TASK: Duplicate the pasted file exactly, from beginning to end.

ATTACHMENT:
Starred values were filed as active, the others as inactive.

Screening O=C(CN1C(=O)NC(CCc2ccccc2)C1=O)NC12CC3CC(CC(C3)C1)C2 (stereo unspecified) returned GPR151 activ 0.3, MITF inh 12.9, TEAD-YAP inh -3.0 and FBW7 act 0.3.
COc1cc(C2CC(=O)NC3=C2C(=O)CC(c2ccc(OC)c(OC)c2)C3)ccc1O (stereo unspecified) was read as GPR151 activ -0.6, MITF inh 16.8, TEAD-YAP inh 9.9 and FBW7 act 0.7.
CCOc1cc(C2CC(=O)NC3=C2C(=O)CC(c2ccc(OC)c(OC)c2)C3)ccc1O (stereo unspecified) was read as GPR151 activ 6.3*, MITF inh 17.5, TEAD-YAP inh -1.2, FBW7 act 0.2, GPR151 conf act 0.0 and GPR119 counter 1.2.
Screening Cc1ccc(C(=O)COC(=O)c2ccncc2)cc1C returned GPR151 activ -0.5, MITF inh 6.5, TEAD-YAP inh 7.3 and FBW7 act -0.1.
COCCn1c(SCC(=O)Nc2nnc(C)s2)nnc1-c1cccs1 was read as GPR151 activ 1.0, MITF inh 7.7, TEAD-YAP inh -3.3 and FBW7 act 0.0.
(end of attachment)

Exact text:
Starred values were filed as active, the others as inactive.

Screening O=C(CN1C(=O)NC(CCc2ccccc2)C1=O)NC12CC3CC(CC(C3)C1)C2 (stereo unspecified) returned GPR151 activ 0.3, MITF inh 12.9, TEAD-YAP inh -3.0 and FBW7 act 0.3.
COc1cc(C2CC(=O)NC3=C2C(=O)CC(c2ccc(OC)c(OC)c2)C3)ccc1O (stereo unspecified) was read as GPR151 activ -0.6, MITF inh 16.8, TEAD-YAP inh 9.9 and FBW7 act 0.7.
CCOc1cc(C2CC(=O)NC3=C2C(=O)CC(c2ccc(OC)c(OC)c2)C3)ccc1O (stereo unspecified) was read as GPR151 activ 6.3*, MITF inh 17.5, TEAD-YAP inh -1.2, FBW7 act 0.2, GPR151 conf act 0.0 and GPR119 counter 1.2.
Screening Cc1ccc(C(=O)COC(=O)c2ccncc2)cc1C returned GPR151 activ -0.5, MITF inh 6.5, TEAD-YAP inh 7.3 and FBW7 act -0.1.
COCCn1c(SCC(=O)Nc2nnc(C)s2)nnc1-c1cccs1 was read as GPR151 activ 1.0, MITF inh 7.7, TEAD-YAP inh -3.3 and FBW7 act 0.0.